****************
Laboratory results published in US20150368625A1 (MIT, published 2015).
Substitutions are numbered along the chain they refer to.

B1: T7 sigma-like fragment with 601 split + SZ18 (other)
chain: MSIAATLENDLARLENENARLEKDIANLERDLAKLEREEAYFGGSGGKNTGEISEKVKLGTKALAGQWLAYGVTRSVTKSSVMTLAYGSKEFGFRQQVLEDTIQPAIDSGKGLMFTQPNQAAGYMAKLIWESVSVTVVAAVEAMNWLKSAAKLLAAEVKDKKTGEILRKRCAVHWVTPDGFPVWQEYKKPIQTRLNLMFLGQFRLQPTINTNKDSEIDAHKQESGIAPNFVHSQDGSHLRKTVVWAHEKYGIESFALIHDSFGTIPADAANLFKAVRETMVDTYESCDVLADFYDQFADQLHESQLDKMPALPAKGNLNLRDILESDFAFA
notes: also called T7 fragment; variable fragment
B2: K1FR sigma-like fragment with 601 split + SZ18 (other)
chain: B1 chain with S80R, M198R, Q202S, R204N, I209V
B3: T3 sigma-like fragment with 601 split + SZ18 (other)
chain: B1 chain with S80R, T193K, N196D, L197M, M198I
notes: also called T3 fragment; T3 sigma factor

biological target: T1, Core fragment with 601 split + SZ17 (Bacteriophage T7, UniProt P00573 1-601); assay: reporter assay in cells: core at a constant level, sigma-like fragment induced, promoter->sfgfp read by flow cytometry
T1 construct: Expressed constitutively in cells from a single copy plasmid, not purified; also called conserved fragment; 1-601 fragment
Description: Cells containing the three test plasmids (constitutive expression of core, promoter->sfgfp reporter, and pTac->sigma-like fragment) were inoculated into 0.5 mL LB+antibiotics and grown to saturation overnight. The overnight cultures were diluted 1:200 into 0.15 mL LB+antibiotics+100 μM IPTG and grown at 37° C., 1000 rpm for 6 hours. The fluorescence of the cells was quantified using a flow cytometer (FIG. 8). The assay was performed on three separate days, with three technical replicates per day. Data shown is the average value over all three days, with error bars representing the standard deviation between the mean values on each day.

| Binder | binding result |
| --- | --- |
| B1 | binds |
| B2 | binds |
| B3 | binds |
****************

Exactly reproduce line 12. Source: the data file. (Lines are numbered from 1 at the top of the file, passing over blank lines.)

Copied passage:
T1 construct: Expressed constitutively in cells from a single copy plasmid, not purified; also called conserved fragment; 1-601 fragment